For young fighters that are starting their careers, timing is truly everything. As everyone is different, it means that some progress faster or slower than others. Sometimes a fighter may be fast-tracked when they should have taken it slower, perhaps the long road is taken when they should be fighting at higher levels.
Getting the balance right is hard to find but generally, it will come naturally if the fighter is putting their absolute all into each and every performance.
Depending on how frequently a fight is being finished or a fight is being gotten can play a massive role in development as well. Because the quicker the fight ends, the less damage is taken and the opportunity to get right back in the cage is presented much quicker.
However, some things can also happen by simple chance that is out of one’s control. Which happened to be the case for the young Australian prospect, Nadia Kassem.
Starting her professional MMA career in 2015, Kassem would quickly rocket herself into the top prospect discussions among fighters at flyweight and strawweight as she alternated fights in both divisions for her first four fights.
Her fifth fight would be her biggest as she made her UFC debut by defeating the experienced veteran and fellow Aussie, Alex Chambers.
Ready to get back at it as usual after the win, injury would strike thus creating a 14-month gap between fights for the Australian Top Team product.
“I’d taken a bit of a fall outside training and I injured my lower back with some bulging discs and things like that,” Kassem told The Body Lock when speaking of her injury. “And I still do feel it here and there but it hasn’t gotten in the way of my training so I’ve been able to push it aside and of course work on it outside with my [chiropractor] and doing all the special treatment I need to do so that I can come back.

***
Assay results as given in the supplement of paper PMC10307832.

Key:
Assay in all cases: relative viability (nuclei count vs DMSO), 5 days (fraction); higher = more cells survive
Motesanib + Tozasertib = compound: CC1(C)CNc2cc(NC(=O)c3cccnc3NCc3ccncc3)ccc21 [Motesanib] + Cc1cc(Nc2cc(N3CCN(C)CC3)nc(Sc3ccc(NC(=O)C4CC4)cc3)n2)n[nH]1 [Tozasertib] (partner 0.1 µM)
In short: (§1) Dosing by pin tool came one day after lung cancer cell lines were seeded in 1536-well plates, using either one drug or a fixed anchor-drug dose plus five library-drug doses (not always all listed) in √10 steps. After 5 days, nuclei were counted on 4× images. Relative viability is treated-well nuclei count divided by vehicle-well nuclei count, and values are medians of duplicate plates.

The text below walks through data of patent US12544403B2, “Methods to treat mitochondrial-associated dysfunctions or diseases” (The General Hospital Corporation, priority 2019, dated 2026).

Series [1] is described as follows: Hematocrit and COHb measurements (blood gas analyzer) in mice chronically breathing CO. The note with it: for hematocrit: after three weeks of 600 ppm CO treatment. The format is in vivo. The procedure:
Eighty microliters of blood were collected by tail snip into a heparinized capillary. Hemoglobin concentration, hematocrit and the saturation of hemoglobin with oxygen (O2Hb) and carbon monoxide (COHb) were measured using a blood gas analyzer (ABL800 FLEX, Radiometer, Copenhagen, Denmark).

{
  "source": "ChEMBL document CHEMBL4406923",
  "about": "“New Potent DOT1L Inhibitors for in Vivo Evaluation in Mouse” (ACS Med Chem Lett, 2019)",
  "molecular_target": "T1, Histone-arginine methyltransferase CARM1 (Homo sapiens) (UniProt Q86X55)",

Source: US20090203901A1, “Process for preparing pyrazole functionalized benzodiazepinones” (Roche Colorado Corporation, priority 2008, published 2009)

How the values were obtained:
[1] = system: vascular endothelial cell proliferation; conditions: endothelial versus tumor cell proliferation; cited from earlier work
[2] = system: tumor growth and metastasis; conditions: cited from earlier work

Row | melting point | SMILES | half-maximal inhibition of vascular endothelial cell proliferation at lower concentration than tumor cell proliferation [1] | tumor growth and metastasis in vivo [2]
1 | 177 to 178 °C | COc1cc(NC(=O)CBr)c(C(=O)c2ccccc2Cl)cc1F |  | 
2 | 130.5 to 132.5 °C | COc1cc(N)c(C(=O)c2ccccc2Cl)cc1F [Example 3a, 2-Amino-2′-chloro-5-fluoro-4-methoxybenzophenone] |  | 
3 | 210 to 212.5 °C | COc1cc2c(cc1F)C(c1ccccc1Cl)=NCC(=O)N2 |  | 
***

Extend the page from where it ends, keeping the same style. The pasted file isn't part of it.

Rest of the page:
“But then after that I kind of hurt my hands and I tore some tendons, I had stitches on my knuckles so I wasn’t punching anything for like a few months. I would have fought on the Adelaide card, hopefully. Like, I would have done that last year in December but of course, had to wait again, so a bit stressful for me.”
Kassem’s sophomore UFC appearance was supposed to take place in June 2018 opposite Yan Xiaonan. That, of course, was until the injuries struck.
At just 23-years of age, Kassem has more than enough time to make up for what she has lost. But that doesn’t change the fact that she’s really been itching to get back inside the Octagon and do what she does best.
As nice as it is to dictate and control every single aspect regarding one’s timings and what moves to make, every little step can be critical. Which is why it can be good not to rush things and like the old saying goes, ‘time heals all wounds’.
In Kassem’s case, that is quite literally true as she was able to avoid surgery on her back and is now right on track and ready to pick up where she left off in November 2017.
“I’m feeling pretty good now,” Kassem said. “I’ve kind of just gotten able to get back in the swing of things before everything goes into beast mode, you know? Because the worst thing is being unfit and then having a fight camp. Like, you’d rather just kind of progress and then… So you kind of get to enjoy it then embrace the process.”
Just about every single time there is a fighter on the rise who has won there fights quickly or with relative ease… It’s obviously a very good thing but presents some common question marks.
Can the fighter battle back from adversity? Can they show a well-rounded skillset? Can they fight in long fights?